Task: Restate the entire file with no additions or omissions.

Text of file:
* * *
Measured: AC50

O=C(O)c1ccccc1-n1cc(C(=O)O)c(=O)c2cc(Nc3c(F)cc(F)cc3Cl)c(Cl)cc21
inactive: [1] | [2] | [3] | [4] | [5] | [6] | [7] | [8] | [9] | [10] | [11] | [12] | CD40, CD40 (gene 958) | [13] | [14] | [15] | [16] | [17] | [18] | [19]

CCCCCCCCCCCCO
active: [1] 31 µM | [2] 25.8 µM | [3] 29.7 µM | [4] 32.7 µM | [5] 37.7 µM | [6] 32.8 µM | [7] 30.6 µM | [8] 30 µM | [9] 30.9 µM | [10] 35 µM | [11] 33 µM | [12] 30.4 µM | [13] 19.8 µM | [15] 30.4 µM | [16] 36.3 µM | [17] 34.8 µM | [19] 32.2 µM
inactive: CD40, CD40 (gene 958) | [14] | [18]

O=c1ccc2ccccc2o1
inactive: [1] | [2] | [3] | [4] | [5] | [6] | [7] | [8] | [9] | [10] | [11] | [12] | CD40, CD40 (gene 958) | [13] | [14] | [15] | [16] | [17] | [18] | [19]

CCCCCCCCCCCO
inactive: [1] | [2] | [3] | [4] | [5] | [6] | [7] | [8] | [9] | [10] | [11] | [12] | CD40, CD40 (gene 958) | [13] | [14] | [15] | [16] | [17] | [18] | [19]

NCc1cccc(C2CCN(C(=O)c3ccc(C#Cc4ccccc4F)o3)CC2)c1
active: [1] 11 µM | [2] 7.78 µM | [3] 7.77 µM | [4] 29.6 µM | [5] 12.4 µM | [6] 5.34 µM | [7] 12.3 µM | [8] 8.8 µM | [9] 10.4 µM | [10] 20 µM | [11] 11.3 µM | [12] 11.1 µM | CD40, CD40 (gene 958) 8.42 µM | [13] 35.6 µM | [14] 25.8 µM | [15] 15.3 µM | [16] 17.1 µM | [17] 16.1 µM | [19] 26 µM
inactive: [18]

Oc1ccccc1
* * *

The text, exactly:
Measured: AC50

O=C(O)c1ccccc1-n1cc(C(=O)O)c(=O)c2cc(Nc3c(F)cc(F)cc3Cl)c(Cl)cc21
inactive: [1] | [2] | [3] | [4] | [5] | [6] | [7] | [8] | [9] | [10] | [11] | [12] | CD40, CD40 (gene 958) | [13] | [14] | [15] | [16] | [17] | [18] | [19]

CCCCCCCCCCCCO
active: [1] 31 µM | [2] 25.8 µM | [3] 29.7 µM | [4] 32.7 µM | [5] 37.7 µM | [6] 32.8 µM | [7] 30.6 µM | [8] 30 µM | [9] 30.9 µM | [10] 35 µM | [11] 33 µM | [12] 30.4 µM | [13] 19.8 µM | [15] 30.4 µM | [16] 36.3 µM | [17] 34.8 µM | [19] 32.2 µM
inactive: CD40, CD40 (gene 958) | [14] | [18]

O=c1ccc2ccccc2o1
inactive: [1] | [2] | [3] | [4] | [5] | [6] | [7] | [8] | [9] | [10] | [11] | [12] | CD40, CD40 (gene 958) | [13] | [14] | [15] | [16] | [17] | [18] | [19]

CCCCCCCCCCCO
inactive: [1] | [2] | [3] | [4] | [5] | [6] | [7] | [8] | [9] | [10] | [11] | [12] | CD40, CD40 (gene 958) | [13] | [14] | [15] | [16] | [17] | [18] | [19]

NCc1cccc(C2CCN(C(=O)c3ccc(C#Cc4ccccc4F)o3)CC2)c1
active: [1] 11 µM | [2] 7.78 µM | [3] 7.77 µM | [4] 29.6 µM | [5] 12.4 µM | [6] 5.34 µM | [7] 12.3 µM | [8] 8.8 µM | [9] 10.4 µM | [10] 20 µM | [11] 11.3 µM | [12] 11.1 µM | CD40, CD40 (gene 958) 8.42 µM | [13] 35.6 µM | [14] 25.8 µM | [15] 15.3 µM | [16] 17.1 µM | [17] 16.1 µM | [19] 26 µM
inactive: [18]

Oc1ccccc1